Adding a new segment or function to an existing web app isn’t always the simplest of tasks. Let’s say you have an online platform in dire need of customer support. You want to add an easily accessible chatbot.
Ripping apart all the existing code in order to implement this sounds like a nightmare. If your app also has the tendency to load all of its parts at once, a new feature will only slow it down.
Luckily for web developers across the globe, modularity once again comes to the rescue. Angular modules, in particular, let you add new features without breaking a sweat. If you’re interested in learning more about them — and how to use them in your projects — please, do read on.
What are Angular modules?
In today’s world of apps, most of them tend to consist of modules. In the case of the Angular framework, they are best defined as mechanisms to group code. Bundles, if you will. Said code can include components, directives, pipes, and services. When skilled developers combine such modules into a puzzle, they make up an app.
You can also observe Angular modules as classes. Within a class, it is possible to define public (API) or private methods (implementation details that remain hidden). The public-facing, exported elements are meant to interact with other modules. Private ones are for internal use only. In essence, modules are self-contained yet compatible with other modules.
All this relies on the NgModule to make it work. In Angular’s own modularity system, it’s considered the root module. It can be found under the name AppModule, conveniently stored in app.module.ts. There’s at least one in every app, while some have multiple. Regardless of the number, the hierarchy is such that one has to act as the main container. Others serve as “child modules”.
You can see the NgModule as a container for a cohesive block of code. It’s clearly defined and consists of metadata such as declarations, exports, imports, and providers. Its main purpose is to launch an app. You can do this by bootstrapping the module or performing a “Just in time” (JIT) compilation.
Other types of modules
Now that we’ve covered the main one, we also have to mention the other three types of Angular modules.
- Core module. Usually loaded globally. It contains elements used throughout the app. Examples include the navigation bar, footer, loader, etc.
- Feature module. It houses the most important features of your app. If you have an e-commerce app, your list of products, cart, chat supports, etc. will act as separate functionalities. Each of these is kept in a dedicated area or separate feature.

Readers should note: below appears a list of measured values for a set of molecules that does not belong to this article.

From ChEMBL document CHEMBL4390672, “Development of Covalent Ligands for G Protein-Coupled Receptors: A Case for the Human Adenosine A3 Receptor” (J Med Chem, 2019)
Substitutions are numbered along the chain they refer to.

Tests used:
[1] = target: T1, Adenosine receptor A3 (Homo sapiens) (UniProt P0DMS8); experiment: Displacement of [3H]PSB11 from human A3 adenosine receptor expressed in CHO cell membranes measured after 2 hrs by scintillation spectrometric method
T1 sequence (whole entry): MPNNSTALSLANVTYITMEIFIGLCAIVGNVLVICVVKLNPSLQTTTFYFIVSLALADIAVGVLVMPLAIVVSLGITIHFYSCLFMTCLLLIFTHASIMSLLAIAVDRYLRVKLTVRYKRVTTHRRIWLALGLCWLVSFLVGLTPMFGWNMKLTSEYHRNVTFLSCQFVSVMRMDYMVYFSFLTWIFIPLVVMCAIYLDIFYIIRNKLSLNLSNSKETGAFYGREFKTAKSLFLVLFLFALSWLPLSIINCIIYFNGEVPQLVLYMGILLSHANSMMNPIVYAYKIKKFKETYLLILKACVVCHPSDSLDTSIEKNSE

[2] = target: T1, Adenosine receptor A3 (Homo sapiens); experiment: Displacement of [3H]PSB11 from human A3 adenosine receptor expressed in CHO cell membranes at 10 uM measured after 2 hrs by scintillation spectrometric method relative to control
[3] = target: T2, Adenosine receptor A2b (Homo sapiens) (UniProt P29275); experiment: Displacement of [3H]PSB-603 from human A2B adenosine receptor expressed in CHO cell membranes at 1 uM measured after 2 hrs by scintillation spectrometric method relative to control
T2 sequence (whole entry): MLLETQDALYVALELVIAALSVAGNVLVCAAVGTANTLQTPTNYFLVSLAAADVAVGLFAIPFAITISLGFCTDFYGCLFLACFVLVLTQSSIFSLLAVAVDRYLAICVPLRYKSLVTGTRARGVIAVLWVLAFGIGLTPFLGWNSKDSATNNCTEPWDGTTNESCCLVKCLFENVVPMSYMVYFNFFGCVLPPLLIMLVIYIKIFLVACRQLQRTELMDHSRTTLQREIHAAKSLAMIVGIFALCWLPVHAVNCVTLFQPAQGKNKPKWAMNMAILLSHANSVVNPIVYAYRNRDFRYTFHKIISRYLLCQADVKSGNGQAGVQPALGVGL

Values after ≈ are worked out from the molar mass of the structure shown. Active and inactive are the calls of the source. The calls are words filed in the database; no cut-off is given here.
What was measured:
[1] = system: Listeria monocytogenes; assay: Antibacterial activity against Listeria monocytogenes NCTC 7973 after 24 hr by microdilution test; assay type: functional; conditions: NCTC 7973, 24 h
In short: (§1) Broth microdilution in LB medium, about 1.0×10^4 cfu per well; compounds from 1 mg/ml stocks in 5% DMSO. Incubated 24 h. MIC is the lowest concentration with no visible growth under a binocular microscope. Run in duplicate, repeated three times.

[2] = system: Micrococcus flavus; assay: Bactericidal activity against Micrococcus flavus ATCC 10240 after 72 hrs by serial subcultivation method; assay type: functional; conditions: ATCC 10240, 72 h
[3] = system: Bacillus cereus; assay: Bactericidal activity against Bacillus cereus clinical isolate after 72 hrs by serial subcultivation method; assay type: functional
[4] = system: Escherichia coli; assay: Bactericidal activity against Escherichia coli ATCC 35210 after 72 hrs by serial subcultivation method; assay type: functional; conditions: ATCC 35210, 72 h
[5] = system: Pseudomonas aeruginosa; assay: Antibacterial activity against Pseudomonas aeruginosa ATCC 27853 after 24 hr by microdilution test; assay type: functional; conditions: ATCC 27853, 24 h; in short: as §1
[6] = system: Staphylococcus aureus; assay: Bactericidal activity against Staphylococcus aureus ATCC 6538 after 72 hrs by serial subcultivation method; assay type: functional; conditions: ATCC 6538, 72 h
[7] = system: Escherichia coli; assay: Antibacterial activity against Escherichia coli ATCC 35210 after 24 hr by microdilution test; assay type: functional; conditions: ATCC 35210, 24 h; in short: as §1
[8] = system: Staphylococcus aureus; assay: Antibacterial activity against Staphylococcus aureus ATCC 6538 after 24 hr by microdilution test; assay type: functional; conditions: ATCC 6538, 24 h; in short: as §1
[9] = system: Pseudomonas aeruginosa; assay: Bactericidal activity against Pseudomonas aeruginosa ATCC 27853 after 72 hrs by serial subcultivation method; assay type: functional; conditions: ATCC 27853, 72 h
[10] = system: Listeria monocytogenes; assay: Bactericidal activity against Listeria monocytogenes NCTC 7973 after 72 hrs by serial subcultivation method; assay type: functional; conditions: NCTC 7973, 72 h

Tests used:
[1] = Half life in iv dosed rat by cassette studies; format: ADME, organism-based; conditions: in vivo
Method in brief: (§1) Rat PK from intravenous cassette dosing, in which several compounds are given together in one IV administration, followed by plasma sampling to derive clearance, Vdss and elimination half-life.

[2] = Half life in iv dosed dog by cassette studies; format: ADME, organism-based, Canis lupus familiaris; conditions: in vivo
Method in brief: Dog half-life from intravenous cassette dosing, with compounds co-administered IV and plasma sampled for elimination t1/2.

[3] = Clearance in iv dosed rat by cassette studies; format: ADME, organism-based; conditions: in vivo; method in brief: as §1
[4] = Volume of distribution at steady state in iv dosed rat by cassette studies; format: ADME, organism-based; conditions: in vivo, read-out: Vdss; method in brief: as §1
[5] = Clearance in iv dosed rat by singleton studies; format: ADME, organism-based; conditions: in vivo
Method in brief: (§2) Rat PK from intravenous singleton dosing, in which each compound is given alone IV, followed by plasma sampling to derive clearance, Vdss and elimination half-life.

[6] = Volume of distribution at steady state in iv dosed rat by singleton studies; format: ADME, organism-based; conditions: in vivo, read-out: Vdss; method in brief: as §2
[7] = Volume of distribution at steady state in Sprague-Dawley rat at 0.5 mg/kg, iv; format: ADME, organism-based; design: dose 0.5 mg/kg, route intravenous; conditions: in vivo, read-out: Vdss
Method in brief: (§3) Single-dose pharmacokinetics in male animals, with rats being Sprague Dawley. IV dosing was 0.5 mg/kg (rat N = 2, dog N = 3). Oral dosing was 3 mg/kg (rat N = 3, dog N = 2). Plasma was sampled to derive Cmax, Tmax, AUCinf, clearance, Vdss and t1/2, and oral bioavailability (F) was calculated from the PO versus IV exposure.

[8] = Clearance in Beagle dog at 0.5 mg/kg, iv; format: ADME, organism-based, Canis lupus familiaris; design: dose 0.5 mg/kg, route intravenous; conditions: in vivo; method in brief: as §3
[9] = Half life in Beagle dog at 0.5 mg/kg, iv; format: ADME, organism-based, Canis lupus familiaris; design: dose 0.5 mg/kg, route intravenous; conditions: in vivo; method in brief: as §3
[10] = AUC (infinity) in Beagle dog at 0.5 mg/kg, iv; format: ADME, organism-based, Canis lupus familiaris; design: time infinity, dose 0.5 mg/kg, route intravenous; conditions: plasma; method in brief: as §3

- Shared module. Contains reusable components, directives, and pipes. You can use them to write a custom grid or a filter.
Since we keep mentioning components, we might as well pause to explain what they are. A component is a fundamental building block of an application. It brings together HTML templates, CSS styles, and TypeScript logic. A component defines a specific part of the app’s functionality. In Angular, these can be buttons, forms, lists, tables, navigation menus, routing, modal windows, etc.
Don’t forget the libraries
Before moving on, we might also touch upon Angular libraries. They’re a great way of leveraging pre-built solutions. Their purpose is to enhance code organization in larger Angular ecosystems. Libraries enable code sharing, promote consistency, and simplify maintenance.
Things to look out for
So far, we have only discussed the positive sides of Angular modules. However, we should also look at some drawbacks an attentive developer should keep an eye on.
Initial setup. Modules require upfront planning and effort. Configuring the hierarchy can be time-consuming, especially if you plan on making your app scalable. Don’t rush it.
Complexity. A large number of disorganized modules can lead to severe difficulties in maintenance.
Module interdependeicnes. Reusing and sharing can create interdependencies. If your modules are too tightly coupled, it may become difficult to modify or extend your app.
Best practices to stick to
In order to avoid the above issues and make the most of Angular modules, there are some best practices you should consider. These design principles will give you a structured codebase and boost overall efficiency.
Keep modules focused on a single responsibility. They should encapsulate one feature. This keeps them truly modular, allowing for a more structured codebase.
Avoid overly granular modules. Don’t go in the opposite direction, creating separate bundles for the tiniest of tasks. Maintain a balanced approach.
Keep relationships between modules straightforward. The worst thing you can do is create circular dependencies. Remove one element and the entire app could come crashing down.
Stick to safe module naming conventions. Use the *Module suffix (e.g., UserModule, AuthenticationModule) in order to easily identify the purpose of each.
Take advantage of lazy loading. Don’t let your app load everything at once. Keep unnecessary parts dormant. Use modular structure to call on them when required. This can boost performance substantially.
Test, test, test. Create separate Angular modules for testing purposes.
Wrapping it all up
If you’re looking to fully master Angular modules, you’ll need to start by understanding the main types. Explore root, core, shared, and feature modules – and the roles they can play. Don’t forget to dip into different components and libraries.
Of course, some problems may arise but there are always best practices to help you solve them. Single responsibility, good naming conventions, lazy loading, and thorough testing are just some of the most sound.
Ultimately, Angular modules are an area of web development that’s well worth exploring. If you’re an ambitious developer-to-be, this new skill could boost your employability and give you the upper hand in the dynamic job market.